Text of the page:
After a mad scramble two weeks ago to get cash to companies with deposits trapped in Silicon Valley Bank, the VC ecosystem is back to business as usual. The bridge bank that controls SVB's former assets and liabilities has not only guaranteed all deposits, but it is also honoring all lines of credit and offering new loans.

But for most people investing in venture capital throughout the last boom cycle, things don't feel quite the same.

Venture was in a precarious position even before SVB failed, but having its main bank disintegrate made the entire asset class even more vulnerable, an LP at a university endowment told me. "I think it will force a correction more quickly than it might have otherwise," the person said. As grim as that may sound, LPs see benefits in a speedier rationalization of the asset class.

Gloomy statistics and anecdotes abound.

Stripe, a company whose business model VCs often cited as the most scalable ever invented, recently slashed its valuation by nearly half. Tiger Global and SoftBank's Vision Fund 2 wrote down their venture investments by about a third in 2022, declines that will likely fall further this year as private company marks catch up to tech stock declines.

Recognizable brand businesses such as exercise equipment maker Tonal, grocery deliverer Good Eggs and crime tracker Citizen are reportedly raising capital at significant discounts in deals where non-participating investors lose their preferred shares. And Founders Fund reduced the size of its $1.9 billion fund to $900 million in large part because its leader Peter Thiel believes the opportunities in VC are not as ample as when the vehicle was raised about a year ago, Axios reported.

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Challenges facing startups are numerous. Hundreds, if not thousands, of startups are grossly overvalued, which means they would need years of runway to grow into their previous valuations. Scores of newer VC firms will likely not be able to raise another fund, translating into less capital available to support their portfolio companies. And with SVB up for sale, the future of the industry's most generous venture debt provider has become one giant question mark.

"It feels like winter is here, and it's going to be a long, cold winter for many companies," said Maëlle Gavet, CEO of Techstars, one of the world's largest pre-seed investors.

With access to venture debt becoming more limited and expensive, startups will have an even greater need for venture equity at a time when most VCs are becoming more discerning about the companies they fund. As a result, many companies will fail.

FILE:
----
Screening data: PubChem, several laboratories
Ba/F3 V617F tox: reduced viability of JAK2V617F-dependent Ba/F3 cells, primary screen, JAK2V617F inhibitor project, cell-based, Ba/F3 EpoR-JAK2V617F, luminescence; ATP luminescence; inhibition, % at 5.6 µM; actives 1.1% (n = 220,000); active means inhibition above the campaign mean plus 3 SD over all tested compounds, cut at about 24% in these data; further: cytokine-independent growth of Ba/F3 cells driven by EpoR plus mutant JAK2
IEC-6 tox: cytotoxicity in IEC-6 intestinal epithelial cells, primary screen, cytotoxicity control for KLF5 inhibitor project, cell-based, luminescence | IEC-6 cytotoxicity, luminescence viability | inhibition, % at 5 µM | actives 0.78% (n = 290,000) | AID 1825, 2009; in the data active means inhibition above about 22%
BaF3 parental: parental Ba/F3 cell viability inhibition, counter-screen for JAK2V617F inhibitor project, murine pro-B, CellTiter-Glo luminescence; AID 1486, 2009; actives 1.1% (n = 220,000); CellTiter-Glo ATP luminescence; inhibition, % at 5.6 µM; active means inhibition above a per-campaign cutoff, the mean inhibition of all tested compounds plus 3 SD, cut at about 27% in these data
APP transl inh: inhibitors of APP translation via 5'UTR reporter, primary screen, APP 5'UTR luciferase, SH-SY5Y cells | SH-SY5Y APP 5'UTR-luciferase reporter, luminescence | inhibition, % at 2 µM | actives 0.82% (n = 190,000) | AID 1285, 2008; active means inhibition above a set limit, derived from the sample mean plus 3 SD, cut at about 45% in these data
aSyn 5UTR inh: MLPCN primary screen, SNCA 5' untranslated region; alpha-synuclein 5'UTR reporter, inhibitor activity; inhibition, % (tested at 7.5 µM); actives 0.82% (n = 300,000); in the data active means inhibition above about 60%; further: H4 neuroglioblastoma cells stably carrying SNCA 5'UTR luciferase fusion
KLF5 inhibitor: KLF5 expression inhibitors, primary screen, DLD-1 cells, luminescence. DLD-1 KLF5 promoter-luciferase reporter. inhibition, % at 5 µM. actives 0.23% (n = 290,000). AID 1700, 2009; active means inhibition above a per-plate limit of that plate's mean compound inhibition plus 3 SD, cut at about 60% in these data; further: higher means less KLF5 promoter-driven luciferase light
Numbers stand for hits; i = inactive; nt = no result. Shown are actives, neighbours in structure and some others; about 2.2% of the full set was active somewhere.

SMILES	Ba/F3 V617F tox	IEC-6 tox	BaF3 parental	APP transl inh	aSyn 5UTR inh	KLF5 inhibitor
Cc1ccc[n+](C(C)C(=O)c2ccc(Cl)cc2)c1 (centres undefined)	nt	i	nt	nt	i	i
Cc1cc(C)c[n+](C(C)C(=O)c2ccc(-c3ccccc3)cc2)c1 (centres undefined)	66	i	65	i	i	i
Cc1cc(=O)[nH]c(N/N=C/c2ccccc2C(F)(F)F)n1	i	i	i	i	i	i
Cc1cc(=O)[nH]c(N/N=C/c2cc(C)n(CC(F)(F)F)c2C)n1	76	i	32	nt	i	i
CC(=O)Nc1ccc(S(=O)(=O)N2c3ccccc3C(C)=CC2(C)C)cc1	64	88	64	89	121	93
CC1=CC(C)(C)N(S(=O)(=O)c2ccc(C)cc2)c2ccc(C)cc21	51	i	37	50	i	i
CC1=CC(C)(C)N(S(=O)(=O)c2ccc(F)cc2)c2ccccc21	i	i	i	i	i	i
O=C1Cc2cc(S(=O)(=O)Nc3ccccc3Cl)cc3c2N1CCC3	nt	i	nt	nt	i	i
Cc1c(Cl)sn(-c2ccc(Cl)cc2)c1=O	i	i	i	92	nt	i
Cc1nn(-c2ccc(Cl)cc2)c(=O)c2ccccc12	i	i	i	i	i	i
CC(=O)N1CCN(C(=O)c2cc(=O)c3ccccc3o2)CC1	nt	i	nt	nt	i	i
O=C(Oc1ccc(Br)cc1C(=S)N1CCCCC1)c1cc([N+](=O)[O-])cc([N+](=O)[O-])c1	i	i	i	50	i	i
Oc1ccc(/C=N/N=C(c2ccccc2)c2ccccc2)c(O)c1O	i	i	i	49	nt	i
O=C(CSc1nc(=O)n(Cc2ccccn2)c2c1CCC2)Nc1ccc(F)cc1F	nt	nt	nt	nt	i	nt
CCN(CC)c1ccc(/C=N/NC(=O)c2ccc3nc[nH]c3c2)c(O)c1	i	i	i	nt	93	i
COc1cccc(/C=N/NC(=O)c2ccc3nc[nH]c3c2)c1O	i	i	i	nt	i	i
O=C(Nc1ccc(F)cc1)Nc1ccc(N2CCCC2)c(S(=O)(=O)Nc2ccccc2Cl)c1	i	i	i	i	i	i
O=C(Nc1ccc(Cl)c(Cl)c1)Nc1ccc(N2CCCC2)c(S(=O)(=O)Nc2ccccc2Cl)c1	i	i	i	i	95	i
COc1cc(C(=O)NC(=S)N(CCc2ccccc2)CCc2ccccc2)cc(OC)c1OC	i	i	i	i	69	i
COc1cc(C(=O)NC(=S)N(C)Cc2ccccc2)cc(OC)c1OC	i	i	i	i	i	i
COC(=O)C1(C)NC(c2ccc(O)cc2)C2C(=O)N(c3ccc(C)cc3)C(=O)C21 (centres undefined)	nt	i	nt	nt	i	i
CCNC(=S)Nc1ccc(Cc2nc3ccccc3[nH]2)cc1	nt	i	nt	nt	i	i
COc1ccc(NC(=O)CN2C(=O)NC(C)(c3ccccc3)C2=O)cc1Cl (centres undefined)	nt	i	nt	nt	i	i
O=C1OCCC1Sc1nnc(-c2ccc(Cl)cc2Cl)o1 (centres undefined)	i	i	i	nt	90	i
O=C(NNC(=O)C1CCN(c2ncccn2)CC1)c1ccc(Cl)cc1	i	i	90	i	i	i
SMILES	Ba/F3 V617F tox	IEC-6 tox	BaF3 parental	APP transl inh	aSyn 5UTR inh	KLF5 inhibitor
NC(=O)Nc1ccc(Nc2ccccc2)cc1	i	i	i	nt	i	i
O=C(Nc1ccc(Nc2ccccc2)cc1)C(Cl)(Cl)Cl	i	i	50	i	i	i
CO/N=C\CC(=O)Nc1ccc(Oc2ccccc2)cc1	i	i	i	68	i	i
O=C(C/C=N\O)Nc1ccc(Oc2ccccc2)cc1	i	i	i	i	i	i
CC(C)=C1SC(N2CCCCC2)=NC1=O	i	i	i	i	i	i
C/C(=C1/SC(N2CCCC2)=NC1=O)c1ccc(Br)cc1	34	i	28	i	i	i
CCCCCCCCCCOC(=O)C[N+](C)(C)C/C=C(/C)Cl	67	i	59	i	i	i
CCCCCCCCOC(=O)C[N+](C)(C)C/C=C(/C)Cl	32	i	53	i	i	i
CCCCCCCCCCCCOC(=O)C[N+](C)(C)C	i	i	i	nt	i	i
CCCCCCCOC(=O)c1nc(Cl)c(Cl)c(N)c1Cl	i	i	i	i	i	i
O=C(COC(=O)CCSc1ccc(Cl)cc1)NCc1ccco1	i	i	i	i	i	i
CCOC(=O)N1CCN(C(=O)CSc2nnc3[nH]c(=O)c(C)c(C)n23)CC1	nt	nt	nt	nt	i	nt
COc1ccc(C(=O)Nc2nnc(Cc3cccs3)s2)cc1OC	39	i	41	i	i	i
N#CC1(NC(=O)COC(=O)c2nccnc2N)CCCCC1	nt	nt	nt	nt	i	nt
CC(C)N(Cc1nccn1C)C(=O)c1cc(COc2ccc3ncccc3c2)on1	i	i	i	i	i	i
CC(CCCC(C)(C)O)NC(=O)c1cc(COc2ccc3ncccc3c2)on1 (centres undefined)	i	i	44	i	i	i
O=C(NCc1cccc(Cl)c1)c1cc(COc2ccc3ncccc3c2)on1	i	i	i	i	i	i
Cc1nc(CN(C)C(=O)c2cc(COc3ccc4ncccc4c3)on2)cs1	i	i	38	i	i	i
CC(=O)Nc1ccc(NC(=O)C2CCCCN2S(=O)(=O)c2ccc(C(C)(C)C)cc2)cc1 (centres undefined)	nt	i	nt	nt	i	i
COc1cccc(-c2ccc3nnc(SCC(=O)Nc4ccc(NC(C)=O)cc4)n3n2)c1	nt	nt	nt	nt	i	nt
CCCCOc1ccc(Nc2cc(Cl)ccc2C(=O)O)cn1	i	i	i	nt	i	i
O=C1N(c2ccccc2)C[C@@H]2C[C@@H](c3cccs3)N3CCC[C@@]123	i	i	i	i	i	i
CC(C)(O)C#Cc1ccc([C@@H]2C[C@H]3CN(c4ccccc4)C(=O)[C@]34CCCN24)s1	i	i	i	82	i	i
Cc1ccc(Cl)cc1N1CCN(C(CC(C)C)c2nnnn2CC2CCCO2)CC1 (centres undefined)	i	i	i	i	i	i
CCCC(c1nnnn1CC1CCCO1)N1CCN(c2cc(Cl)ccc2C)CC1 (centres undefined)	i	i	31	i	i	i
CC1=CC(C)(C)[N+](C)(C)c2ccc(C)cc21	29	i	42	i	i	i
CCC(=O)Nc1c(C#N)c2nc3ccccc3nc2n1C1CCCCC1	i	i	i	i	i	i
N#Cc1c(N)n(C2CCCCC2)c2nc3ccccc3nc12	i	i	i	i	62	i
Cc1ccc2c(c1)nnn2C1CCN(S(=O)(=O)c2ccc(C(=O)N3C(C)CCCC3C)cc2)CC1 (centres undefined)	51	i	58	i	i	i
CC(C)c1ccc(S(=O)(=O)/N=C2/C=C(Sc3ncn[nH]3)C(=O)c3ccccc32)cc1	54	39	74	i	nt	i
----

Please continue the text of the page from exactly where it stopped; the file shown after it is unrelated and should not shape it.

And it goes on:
An increase in startup mortality rate, which has been extremely low for years, is not necessarily bad for the ecosystem, according to the university endowment LP. If SVB's collapse accelerates the weeding out process, it only benefits the tech industry. "The sooner entrepreneurs and employees realize that they are working hard to build something that isn't viable, the sooner they can put their skills to use in better companies," the university endowment LP said.

SVB's collapse and its aftermath: continuing coverage

While a jump in loss rates means that venture is likely to underperform other asset classes over the next few years, many LPs are finding themselves overallocated to venture capital and may welcome a natural slimming of their venture portfolios.

VCs' excesses have been throwing off LPs' capital allocation models for years. Limited partners told me they expected about 50% of startups to die at the seed stage, but the survival rate was significantly higher over the last several years of the boom cycle. That meant venture funds didn't have enough capital reserves to participate in the later rounds. Many firms, ranging from Susa Ventures to much larger Khosla Ventures, responded by raising sizable opportunity funds, leading to further imbalances in LPs' portfolios.

The current winter will put an end to this vicious fundraising cycle. Companies will fail and fund performance will suffer, but the end result will be a more sustainable and streamlined asset class.

When the industry shreds its worst excesses, the snow will melt, and LPs, who have been cutting back on new managers and writing smaller checks, will again be excited about investing in venture capital.

Featured image by Jenna O'Malley/PitchBook News

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